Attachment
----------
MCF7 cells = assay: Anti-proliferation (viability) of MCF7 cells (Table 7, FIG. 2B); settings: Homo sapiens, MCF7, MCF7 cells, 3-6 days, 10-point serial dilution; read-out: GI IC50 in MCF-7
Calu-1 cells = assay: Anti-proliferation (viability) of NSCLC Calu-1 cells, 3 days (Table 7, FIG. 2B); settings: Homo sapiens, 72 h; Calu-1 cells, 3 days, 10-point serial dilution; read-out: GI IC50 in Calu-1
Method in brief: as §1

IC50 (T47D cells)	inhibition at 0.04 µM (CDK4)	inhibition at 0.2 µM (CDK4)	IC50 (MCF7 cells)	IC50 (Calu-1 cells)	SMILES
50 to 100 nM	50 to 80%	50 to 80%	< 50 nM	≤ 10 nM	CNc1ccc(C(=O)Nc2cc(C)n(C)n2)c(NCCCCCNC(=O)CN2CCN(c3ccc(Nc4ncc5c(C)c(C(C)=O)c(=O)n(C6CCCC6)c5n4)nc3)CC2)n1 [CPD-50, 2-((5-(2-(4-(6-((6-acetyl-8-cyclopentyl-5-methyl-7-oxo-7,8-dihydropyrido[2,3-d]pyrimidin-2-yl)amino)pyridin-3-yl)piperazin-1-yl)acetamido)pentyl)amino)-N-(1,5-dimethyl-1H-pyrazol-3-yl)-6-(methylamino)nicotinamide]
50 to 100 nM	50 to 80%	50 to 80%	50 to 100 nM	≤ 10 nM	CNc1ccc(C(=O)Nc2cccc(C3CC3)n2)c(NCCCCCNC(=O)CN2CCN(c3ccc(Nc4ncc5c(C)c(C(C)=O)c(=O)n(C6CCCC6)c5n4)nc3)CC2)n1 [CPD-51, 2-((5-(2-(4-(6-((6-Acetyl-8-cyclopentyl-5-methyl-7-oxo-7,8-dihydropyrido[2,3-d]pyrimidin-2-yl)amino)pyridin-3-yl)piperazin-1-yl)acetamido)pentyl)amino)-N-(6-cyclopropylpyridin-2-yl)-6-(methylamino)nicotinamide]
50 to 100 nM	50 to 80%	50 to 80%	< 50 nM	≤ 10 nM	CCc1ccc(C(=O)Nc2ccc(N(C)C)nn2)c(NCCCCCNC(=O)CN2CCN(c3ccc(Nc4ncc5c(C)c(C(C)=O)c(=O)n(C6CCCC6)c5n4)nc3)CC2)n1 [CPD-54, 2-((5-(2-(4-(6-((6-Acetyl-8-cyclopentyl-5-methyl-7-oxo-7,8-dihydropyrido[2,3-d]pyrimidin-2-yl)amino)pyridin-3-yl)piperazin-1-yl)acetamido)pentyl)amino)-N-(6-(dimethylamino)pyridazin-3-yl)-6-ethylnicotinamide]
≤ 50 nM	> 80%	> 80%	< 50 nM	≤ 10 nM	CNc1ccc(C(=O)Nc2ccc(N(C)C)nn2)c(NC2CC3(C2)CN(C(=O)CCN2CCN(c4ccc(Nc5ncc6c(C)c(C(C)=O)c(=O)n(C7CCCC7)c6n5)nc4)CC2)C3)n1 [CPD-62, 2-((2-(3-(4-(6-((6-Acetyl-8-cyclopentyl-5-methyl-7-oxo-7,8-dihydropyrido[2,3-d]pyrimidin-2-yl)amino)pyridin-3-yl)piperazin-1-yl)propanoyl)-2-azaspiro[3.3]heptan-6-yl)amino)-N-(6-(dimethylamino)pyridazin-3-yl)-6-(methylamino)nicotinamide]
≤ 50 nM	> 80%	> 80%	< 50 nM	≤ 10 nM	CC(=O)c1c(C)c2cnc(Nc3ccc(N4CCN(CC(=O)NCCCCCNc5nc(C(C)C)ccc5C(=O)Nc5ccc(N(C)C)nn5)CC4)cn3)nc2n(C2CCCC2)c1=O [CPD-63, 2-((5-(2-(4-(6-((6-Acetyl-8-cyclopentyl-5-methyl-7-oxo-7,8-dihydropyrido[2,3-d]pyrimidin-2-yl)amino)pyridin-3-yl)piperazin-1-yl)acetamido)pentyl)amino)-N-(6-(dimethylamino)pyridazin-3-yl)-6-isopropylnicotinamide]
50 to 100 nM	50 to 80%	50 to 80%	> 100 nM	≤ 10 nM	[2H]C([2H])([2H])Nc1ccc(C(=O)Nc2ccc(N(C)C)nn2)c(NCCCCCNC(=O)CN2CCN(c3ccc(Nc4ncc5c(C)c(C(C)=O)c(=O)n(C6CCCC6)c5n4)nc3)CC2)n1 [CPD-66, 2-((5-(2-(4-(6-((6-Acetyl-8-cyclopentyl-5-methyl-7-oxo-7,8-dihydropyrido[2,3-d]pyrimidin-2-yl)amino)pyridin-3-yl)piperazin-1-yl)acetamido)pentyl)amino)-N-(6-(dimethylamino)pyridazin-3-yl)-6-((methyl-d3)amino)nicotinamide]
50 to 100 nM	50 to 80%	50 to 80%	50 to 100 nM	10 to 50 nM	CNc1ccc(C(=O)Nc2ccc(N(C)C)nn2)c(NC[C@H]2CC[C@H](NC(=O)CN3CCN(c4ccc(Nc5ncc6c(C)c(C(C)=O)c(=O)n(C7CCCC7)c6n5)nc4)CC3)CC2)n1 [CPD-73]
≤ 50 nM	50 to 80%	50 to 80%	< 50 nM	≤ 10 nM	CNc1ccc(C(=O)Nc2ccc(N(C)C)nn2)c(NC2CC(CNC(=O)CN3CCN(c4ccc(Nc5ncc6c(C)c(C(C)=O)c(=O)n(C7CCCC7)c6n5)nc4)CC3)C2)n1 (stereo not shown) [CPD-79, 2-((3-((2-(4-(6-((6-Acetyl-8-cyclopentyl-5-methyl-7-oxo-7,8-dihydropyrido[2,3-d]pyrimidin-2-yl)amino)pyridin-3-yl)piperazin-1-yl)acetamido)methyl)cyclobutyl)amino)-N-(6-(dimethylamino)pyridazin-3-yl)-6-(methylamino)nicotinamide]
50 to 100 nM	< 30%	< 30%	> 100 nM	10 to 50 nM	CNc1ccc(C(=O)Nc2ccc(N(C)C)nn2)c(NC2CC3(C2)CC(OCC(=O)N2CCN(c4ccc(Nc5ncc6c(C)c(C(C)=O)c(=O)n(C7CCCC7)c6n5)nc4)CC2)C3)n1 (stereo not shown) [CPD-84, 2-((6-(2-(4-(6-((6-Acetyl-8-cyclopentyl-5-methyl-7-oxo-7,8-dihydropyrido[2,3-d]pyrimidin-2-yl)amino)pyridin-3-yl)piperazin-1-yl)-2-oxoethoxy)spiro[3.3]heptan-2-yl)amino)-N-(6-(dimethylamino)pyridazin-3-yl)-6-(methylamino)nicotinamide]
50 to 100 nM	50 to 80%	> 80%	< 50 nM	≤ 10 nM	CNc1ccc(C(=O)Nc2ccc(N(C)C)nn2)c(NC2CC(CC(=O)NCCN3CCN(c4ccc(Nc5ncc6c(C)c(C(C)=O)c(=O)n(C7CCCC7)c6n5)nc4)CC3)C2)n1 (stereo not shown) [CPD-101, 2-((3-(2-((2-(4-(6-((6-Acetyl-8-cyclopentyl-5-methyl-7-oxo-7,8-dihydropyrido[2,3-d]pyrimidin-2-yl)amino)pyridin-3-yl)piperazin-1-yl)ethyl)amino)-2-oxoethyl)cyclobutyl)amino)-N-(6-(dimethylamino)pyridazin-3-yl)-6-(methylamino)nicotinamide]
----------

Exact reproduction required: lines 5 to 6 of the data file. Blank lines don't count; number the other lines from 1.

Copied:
50 to 100 nM	50 to 80%	50 to 80%	< 50 nM	≤ 10 nM	CNc1ccc(C(=O)Nc2cc(C)n(C)n2)c(NCCCCCNC(=O)CN2CCN(c3ccc(Nc4ncc5c(C)c(C(C)=O)c(=O)n(C6CCCC6)c5n4)nc3)CC2)n1 [CPD-50, 2-((5-(2-(4-(6-((6-acetyl-8-cyclopentyl-5-methyl-7-oxo-7,8-dihydropyrido[2,3-d]pyrimidin-2-yl)amino)pyridin-3-yl)piperazin-1-yl)acetamido)pentyl)amino)-N-(1,5-dimethyl-1H-pyrazol-3-yl)-6-(methylamino)nicotinamide]
50 to 100 nM	50 to 80%	50 to 80%	50 to 100 nM	≤ 10 nM	CNc1ccc(C(=O)Nc2cccc(C3CC3)n2)c(NCCCCCNC(=O)CN2CCN(c3ccc(Nc4ncc5c(C)c(C(C)=O)c(=O)n(C6CCCC6)c5n4)nc3)CC2)n1 [CPD-51, 2-((5-(2-(4-(6-((6-Acetyl-8-cyclopentyl-5-methyl-7-oxo-7,8-dihydropyrido[2,3-d]pyrimidin-2-yl)amino)pyridin-3-yl)piperazin-1-yl)acetamido)pentyl)amino)-N-(6-cyclopropylpyridin-2-yl)-6-(methylamino)nicotinamide]